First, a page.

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Re: PROV-ISSUE-579 (declarative-fol-specification): Suggestion to replace procedural specification with (equivalent, but shorter and less prescriptive) declarative theory in First-Order Logic [prov-dm-constraints]

From: James Cheney <jcheney@inf.ed.ac.uk>
Date: Thu, 11 Apr 2013 16:14:45 +0100
Message-Id: <774071E8-2C36-42FA-8136-58BC99323DE8@inf.ed.ac.uk>
To: Provenance Working Group <public-prov-wg@w3.org>
Following recent review of PROV-SEM, this issue is now closed.

--James

On Mar 8, 2013, at 12:47 PM, James Cheney <jcheney@inf.ed.ac.uk> wrote:

> I believe that completing the semantics as outlined in ISSUE-635 will close this issue.  Unless there is further discussion, I will make it a review question for the final version of PROV-SEM whether the two issues have been addressed.
> 
> --James
> 
> 
> On Oct 25, 2012, at 5:16 PM, Provenance Working Group Issue Tracker <sysbot+tracker@w3.org> wrote:
> 
>> PROV-ISSUE-579 (declarative-fol-specification): Suggestion to replace procedural specification with (equivalent, but shorter and less prescriptive) declarative theory in First-Order Logic [prov-dm-constraints]
>> 
>> http://www.w3.org/2011/prov/track/issues/579
>> 
>> Raised by: James Cheney
>> On product: prov-dm-constraints
>> 
>> A sub-issue of ISSUE-576.
>> 
>>> From Antoine Zimmermann's email:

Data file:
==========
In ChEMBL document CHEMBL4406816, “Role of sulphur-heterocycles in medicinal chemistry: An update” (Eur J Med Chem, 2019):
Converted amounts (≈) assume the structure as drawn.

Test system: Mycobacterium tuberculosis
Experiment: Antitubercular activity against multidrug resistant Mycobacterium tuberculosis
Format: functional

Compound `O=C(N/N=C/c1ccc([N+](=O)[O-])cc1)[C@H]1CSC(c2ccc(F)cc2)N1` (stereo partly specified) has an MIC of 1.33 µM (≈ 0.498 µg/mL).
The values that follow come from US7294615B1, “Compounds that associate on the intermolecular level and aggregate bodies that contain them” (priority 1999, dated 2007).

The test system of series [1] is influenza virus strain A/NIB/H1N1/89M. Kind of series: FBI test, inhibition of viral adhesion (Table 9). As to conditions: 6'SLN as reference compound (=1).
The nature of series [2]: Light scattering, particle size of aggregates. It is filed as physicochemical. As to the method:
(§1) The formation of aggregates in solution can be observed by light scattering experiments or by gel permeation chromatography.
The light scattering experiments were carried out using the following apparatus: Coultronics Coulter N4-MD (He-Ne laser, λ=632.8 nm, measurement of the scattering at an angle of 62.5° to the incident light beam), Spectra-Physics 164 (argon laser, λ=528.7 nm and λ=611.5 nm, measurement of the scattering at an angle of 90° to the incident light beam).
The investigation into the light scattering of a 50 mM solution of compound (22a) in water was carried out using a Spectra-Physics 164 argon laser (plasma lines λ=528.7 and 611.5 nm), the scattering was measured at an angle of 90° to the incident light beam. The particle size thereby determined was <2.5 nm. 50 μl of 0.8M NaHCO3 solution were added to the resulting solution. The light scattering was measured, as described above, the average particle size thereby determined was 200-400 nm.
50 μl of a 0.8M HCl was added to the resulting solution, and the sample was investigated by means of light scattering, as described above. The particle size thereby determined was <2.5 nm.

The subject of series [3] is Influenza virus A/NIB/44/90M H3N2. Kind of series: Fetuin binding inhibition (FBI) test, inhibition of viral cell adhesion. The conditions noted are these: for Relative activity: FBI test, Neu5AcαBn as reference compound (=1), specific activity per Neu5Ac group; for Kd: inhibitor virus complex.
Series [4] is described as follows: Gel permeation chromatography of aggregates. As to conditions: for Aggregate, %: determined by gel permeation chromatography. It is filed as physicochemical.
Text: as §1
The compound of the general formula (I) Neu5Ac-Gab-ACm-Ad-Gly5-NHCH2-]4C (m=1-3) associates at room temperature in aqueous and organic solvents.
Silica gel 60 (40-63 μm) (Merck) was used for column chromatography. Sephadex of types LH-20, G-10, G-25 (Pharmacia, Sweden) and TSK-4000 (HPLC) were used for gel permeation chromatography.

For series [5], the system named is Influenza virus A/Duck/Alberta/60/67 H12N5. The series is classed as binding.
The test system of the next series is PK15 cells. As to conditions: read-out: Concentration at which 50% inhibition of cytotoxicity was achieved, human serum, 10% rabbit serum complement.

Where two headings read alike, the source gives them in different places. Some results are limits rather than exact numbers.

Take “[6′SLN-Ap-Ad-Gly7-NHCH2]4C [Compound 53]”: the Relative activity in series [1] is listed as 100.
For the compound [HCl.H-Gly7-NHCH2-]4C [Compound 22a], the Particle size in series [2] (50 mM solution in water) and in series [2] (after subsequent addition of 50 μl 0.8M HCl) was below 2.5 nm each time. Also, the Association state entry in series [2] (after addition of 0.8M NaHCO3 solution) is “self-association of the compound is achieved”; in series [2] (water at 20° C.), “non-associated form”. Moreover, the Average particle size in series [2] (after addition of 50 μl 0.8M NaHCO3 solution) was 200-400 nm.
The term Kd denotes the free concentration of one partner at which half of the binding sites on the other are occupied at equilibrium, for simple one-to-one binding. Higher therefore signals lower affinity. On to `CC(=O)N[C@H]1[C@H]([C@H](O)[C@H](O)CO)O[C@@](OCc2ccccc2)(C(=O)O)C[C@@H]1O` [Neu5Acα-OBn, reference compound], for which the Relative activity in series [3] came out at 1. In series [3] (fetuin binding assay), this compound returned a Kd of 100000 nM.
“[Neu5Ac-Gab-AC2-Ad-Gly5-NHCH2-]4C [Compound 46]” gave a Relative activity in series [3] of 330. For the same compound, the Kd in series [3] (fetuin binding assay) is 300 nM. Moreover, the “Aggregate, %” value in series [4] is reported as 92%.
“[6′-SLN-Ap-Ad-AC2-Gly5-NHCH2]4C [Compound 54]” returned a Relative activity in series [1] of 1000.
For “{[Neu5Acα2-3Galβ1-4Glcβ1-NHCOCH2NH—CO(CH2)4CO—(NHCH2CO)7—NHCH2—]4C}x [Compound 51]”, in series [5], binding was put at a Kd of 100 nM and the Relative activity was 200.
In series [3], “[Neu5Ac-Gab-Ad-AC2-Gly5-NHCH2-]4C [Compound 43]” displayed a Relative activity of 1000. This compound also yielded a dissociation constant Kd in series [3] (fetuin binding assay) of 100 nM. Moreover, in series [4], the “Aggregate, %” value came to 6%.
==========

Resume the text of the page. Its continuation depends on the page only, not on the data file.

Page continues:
>> http://lists.w3.org/Archives/Public/public-prov-comments/2012Oct/0004.html
>> 
>> The document tries to define a kind of semantics for the PROV-DM, but it's not actually defining a proper semantics at all. And since it does not truly define a formal semantics, it has to redefine the terms that are borrowed from logic, and subtly diverge from the standard notions found in logic. For someone who knows about logic, it makes the document larger, more complicated than it should be, more difficult to read, and more difficult to implement. For someone who does not know about logic, it's not made at all simpler, on the contrary.
>> 
>> ...
>> 
>> If a proper semantics was defined, there would be no way the document diverge from legacy logical concepts. There would be less chances for mistakes in the definitions and in the rules laters. There would be more flexibililty in the way implementations support the semantics.
>> 
>> I see two escapes for this:
>> 1)  define an ad hoc model theory for PROV-DM, in the line of what's sketched in PROV-SEM;
>> 2)  rely on a well known logic (such as FOL), to which all PROV statements are mapped, and add FOL axioms to model the constraints.
>> 
>> 1) is ambitious and I understand there is not enough time to investigate it enough. But 2) is really easy. PROV statements already look a lot like FOL predicates, and PROV Constraints already rely heavily on FOL notions and notations.
>> 
>> 
>> 
>> 
> 
> 
> -- 
> The University of Edinburgh is a charitable body, registered in
> Scotland, with registration number SC005336.
> 
> 
> 


-- 
The University of Edinburgh is a charitable body, registered in
Scotland, with registration number SC005336.
Received on Thursday, 11 April 2013 15:15:16 UTC

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